Six things lawyers can learn from a workplace culture legend

Ronnie Altit is passionate about creating great corporate culture. As founder and CEO of IT Company Insentra, Ronnie saw Insentra place fourth out of 150 companies in the 2017 Great Places to Work survey.

Speaking at the inaugural Legal HR Meetup, Ronnie shared six major insights into how he fostered a happy and collaborative corporate culture – creating happier clients and a better bottom line. The Legal HR Meetup was hosted by Bartier Perry and was attended by HR professionals, firm management and lawyers.

“What I truly love most is our people,” said Ronnie. “This year, our business grew by 30% in terms of staff, yet the satisfaction levels also grew. I want to be a great place to work because I know this translates into the corporate culture. Corporate culture fundamentally correlates with the bottom line of the business.”

1. Set the rules of the train

Good corporate culture comes from keeping every member of the organisation responsible for creating a productive workplace. Ronnie likens running the organisation to running a train; each compartment represents a different aspect of operations, with Ronnie as CEO driving the train.

“There are no doors on the train, so there can be open communication between the carriages. A hierarchy exists on the train, but it exists to help people. If something needs to be done on the train, I will go and shovel coal. There is no job in the organisation that I shouldn’t be able to do. Likewise, no team member should say ‘not my job’ – they will be the last three words they say on the train.”

The organisation is founded on honesty, integrity, and trust, and driven by a policy of accountability, celebration, efficiency and service excellence – forming the acronym, HIT ACES.

“A champion tennis player aims to hit aces as often as possible. So do we,” said Ronnie.

2. Catch someone doing something right

Ronnie constantly strives to celebrate the successes of his team – in other words, to ‘catch someone doing something right’.

“When you find someone succeeding, shout it out. Send an email to the whole company that they’ve had great feedback from a client.”

“When someone does something wrong in our organisation, they don’t get collared. They get counseled so they can improve.”

Rather than an HR manager, Insentra has a ‘Vibe Manager’ responsible for keeping Insentra employees empowered and happy.

“Our Vibe Manager needs to feel empowered by the organisation to do the right thing by people – not just do the right thing by the business. The right thing by the business will happen if the right people do the right things.”

3. Talk about the pebble in the shoe

“If you’re on a train shovelling coal, you’re going to bump into each other and drop hot coal from time to time. Things will go wrong. We call this the ‘pebble in the shoe’. If you walk up and down the train with a pebble in your shoe, you’ll get a blister, you’ll get cranky, and people will avoid you.

“If people can come and talk about things when it’s a pebble in their shoe, we can help remove the pebble. Sometimes, we won’t be able to, but we’ll be aware of the issue.”

“If you don’t want to talk to someone about the pebble, then don’t let it be a problem,” Ronnie said. “If you don’t want to share it, stew in it. I’d like people to share – bring in a manager, or bring in me. Otherwise, it’s your problem. We’re not an adult day care centre.”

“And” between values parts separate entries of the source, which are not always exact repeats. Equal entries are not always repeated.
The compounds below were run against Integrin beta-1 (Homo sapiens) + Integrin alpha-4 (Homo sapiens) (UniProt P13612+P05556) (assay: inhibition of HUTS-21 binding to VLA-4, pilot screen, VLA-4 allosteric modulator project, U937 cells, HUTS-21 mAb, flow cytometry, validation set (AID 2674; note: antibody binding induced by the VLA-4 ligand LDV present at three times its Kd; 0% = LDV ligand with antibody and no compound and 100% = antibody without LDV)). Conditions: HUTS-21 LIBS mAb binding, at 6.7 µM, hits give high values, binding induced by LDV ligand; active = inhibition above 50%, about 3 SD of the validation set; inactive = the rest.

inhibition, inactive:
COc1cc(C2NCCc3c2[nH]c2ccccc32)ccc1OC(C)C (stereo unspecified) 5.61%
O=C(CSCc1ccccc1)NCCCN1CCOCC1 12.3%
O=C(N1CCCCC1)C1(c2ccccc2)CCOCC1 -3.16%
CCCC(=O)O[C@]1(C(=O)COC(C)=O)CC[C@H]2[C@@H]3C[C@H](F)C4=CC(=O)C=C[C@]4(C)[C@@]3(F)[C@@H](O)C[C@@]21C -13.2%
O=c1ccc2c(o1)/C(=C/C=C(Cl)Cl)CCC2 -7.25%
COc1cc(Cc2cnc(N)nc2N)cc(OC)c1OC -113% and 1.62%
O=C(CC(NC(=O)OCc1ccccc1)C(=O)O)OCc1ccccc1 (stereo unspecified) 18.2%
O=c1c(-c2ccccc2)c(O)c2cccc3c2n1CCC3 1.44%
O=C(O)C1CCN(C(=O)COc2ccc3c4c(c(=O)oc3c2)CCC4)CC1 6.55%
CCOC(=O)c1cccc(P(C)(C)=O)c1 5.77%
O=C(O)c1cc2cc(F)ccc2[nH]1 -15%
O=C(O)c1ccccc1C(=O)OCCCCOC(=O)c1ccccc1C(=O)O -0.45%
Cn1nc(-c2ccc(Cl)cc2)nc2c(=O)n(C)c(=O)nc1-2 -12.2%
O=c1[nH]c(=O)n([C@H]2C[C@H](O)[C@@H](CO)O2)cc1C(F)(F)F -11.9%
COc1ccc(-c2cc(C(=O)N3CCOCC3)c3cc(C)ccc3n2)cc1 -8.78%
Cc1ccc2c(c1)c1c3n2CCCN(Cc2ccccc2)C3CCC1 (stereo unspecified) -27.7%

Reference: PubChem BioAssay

4. Forget performance plans

“We don’t do performance plans. We don’t do formal performance reviews. I believe they’re a waste of time,” declared Ronnie. “Performance reviews talk about what a person did in the past few months. I expect the leadership team is communicating regularly with their team, and the team is communicating regularly with their manager, raising pebbles as they go.”

Ronnie believes that a good CEO should be able to go up to any member of his team and ask how they think they’re performing.

“As a team member, you own your career,” said Ronnie. “It’s up to me to facilitate your career, not to own your career.”

5. 10 out of 10, personally and professionally

At any given point of any given day, Insentra’s employees might announce that they are a two and a two, or a nine and a ten. These scores refer to how they are feeling personally and professionally; it’s a quick way to check in on performance and more importantly, address issues before they escalate.

“I believe how people are personally will affect how they work,” said Ronnie. When a team member announced he was a “2 and a 2” at the start of one meeting, Ronnie’s phone buzzed with messages of support from colleagues. “People asked, ‘what can we do to help this guy out?’ People actually care about the people they’re working with and want to help. I talked to that guy until 11 pm that night.”

At the better end of the spectrum, Ronnie actively encourages tall poppies.

“You need to be the best you can be,” said Ronnie. “I don’t tolerate tall poppy syndrome. I also have a ‘no bitching’ policy. Bitching is the root of all politics. It doesn’t achieve anything.”

6. Lead from your heart

“Greed doesn’t help an organisation grow,” observed Ronnie. “If we have people who love what they do, and their number one focus is the clients, then I’m going to have more cash. I’ll have more cash to invest in people and the organisation.”

“Every business in every industry seeks to differentiate on product, price, or service. Most of the time, the differentiator is service. When you get great service, it’s because you feel people care about you. The reason people love what they do is because they love where they work, so they are authentic in their care for clients.”

“Happy people leads to happy customers, which leads to a happy bottom line,” said Ronnie.

“That’s why it’s so important to have a great place to work.”

Interested in the next Legal HR Meetup? Join here.


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